Japanese Jizo

Jizo are ubiquitous in Japan. They are lovely little statues, usually made of stone, and many have knitted bonnets and shawls of red wool. In Japan it is believed that when a baby is miscarried or dies early it has not had an opportunity to build the good karma required to enter the afterlife. In…

The Only Gaijin in the Village (Or, How the Onsen Changed my Life)

On my recent trip to Japan, my fourth, I finally tried an onsen. We stayed in a traditional, and very beautiful ryokan on Lake Chuzenji, just out of Nikko. We spent three nights eating, sleeping and bathing in the traditional way. All the traditional ways of living in Japan are surrounded with layers of etiquette…

Autumn beauty, Tokugawas, Jizo and The Abyss….. Nikko

Friday morning we woke early, again, and decided to take a walk before breakfast to the local falls. Kegon Falls was literally a 10 minutes walk from the ryokan, which was good. It was pretty chilly in the morning. The falls height is around 97 metres, but the ferocity of the water falling made it…

All the Tradition…..

Wednesday morning we were up, a little worse for wear after our sake day, and a little hard to motivate (me), which is always the case when leaving Kyoto. As much as I feel I am coming home when I arrive, I feel I’m being dragged away from a friend when I leave. A reasonably…

Historical Heaven

On Monday we woke up super early again, pensioner hour…. and got ready quite quickly. We were out the door and on our way into the city before 8am. This was a bizarre experience, as the last time we were in Kyoto we had four children to wrangle out the door, and it would never…

Looking for the Master

As a follower of Japanese culture, if you have never seen Midnight Diner on Netflix, you need to stop reading this blog for a moment and queue it up. It is one of Nihonshu Girl’s and my favourite television shows – ever. It is set in a diner in the backstreets of Shinjuku which opens…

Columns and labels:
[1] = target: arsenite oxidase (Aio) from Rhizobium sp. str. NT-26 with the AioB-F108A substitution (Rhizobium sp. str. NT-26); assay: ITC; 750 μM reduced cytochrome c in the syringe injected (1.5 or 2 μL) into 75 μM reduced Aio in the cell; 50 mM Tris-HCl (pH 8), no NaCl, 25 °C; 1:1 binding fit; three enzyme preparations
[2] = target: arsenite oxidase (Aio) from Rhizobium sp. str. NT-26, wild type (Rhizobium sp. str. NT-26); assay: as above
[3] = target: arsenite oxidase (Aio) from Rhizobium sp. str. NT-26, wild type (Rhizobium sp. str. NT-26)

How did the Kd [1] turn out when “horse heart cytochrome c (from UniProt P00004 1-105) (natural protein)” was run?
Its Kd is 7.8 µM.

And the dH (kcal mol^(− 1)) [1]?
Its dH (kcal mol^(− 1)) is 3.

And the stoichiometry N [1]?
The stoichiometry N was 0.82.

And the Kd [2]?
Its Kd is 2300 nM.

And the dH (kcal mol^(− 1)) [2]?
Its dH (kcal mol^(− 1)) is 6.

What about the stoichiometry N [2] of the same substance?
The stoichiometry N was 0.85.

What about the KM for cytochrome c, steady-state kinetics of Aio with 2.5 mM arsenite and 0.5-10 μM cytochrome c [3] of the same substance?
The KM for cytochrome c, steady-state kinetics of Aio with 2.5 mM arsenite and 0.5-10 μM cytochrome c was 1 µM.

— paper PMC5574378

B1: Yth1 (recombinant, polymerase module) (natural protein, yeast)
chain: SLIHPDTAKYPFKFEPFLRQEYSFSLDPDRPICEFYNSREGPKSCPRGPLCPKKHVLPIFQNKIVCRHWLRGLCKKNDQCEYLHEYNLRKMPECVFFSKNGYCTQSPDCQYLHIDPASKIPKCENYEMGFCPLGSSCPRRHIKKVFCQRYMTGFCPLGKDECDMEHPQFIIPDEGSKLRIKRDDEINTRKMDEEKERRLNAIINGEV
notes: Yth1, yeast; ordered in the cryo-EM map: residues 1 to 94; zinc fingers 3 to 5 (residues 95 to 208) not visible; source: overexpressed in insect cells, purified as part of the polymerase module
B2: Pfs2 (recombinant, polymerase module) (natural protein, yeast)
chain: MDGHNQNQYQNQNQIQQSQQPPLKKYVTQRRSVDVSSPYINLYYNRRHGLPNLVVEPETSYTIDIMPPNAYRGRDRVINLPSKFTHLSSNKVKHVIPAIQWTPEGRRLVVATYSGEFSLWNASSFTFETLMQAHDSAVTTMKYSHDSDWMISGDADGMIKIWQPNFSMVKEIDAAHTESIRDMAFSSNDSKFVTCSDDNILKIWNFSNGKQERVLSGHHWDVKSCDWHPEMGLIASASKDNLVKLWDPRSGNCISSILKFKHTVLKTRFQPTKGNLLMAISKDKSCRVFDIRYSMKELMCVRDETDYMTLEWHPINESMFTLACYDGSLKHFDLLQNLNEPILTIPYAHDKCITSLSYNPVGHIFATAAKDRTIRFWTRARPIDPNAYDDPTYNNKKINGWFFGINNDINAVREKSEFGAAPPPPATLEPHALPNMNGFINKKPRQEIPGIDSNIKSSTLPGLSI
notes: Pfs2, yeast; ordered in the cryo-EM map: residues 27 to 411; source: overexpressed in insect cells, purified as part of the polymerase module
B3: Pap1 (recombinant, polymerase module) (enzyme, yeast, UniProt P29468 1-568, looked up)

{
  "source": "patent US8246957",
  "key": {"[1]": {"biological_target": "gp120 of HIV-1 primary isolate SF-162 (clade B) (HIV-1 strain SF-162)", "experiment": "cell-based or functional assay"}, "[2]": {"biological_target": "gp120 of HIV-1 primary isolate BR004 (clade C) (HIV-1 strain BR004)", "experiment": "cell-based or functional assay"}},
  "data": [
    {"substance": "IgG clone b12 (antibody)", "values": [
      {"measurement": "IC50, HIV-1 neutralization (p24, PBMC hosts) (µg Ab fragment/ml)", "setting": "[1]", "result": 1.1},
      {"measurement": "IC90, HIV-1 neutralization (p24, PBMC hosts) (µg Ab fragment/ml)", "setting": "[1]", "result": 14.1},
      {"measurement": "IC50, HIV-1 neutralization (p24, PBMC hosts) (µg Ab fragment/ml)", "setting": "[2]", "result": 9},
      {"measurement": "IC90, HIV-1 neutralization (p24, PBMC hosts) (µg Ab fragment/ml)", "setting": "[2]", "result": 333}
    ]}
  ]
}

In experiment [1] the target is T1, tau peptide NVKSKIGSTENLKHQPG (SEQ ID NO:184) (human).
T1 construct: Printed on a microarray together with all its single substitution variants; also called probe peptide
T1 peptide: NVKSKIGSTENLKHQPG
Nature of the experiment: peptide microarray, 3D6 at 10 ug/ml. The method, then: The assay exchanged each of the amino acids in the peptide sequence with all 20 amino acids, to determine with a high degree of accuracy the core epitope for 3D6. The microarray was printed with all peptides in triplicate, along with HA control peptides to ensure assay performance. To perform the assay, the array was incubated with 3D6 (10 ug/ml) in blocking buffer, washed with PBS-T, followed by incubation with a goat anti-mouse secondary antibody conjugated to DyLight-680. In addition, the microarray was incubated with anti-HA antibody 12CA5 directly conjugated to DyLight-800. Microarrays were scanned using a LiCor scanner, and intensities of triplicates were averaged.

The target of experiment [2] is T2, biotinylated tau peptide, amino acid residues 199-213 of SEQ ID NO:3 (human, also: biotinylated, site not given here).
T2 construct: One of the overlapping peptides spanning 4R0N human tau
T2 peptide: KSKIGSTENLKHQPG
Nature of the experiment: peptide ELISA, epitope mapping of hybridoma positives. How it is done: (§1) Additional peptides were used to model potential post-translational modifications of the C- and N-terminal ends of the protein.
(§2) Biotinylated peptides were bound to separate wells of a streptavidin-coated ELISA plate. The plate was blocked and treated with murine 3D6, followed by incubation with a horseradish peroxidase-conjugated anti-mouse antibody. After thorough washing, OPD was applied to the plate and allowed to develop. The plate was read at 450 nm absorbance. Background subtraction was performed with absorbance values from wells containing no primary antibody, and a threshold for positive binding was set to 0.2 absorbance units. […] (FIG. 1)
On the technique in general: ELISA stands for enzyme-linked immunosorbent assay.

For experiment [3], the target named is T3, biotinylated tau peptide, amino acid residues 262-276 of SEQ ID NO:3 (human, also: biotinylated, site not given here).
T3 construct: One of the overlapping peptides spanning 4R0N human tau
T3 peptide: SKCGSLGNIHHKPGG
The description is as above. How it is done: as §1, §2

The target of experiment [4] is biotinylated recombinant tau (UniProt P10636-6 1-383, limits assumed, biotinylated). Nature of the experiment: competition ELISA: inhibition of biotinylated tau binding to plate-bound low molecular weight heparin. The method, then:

“How long do I need in Kyoto?”

This is a question people ask me on an almost weekly basis. “I have four nights booked in Kyoto. Is this long enough?” I find this question really difficult to answer. For a number of reasons. Firstly, I have spent around a month, all together, in Kyoto. I am about to return for just 3…

Uniquely Japanese-Sakoku

Featured image credit The final shogun family in Japan was the Tokugawa Shogunate, also called the Bakafu. Under the rule of the Tokugawa, Japan entered into a period of isolation, called the Sakoku Jidai, translating to time of national isolation or exclusion of foreigners. The policy was enacted between 1633-39 by Tokugawa Iemitsu, and relations…

Uniquely Japanese- Kintsugi 金継ぎ or Kintsukuroi 金繕い

One of my favourite uniquely Japanese words is Kintsugi. The first kanji (syllable) means gold, and the direct translation is “gold splicing”… when a piece of pottery gets broken, the Japanese fix it, not trying to make the repair invisible, but by making the repair gold, and very noticeable. The reasoning is that they believe…

Japanese Pet Store Surprises

Last time we were in Kyoto, our friend Maki-san took us to a pet store. I’m not sure what I expected, but it was definitely not what we encountered. I was blown away, amazed with the cuteness, slightly disconcerted by the types of pets for sale and amused by some of the services available…. The…

Sake Matsuri…..Seriously Super Sake Fun

  So, Super Sake Boy was put in charge of writing this blog, but he has been dragging his feet and this event was too awesome not to write about. So, I, Nihonshu Girl, aka Blossomkitty, will attempt to do this event justice. My memory is somewhat faded and perhaps slightly hampered by the fifty-ish…

100 Things I Love About Japan

So, this is my 100th blog published, and I thought it would be fun to list 100 things I love about Japan…. maybe with a few pictures, here and there. Food- the food in Japan is insanely good, even from the convenience stores. Sake (Nihon-shu) – a no brainer for anyone who knows me and…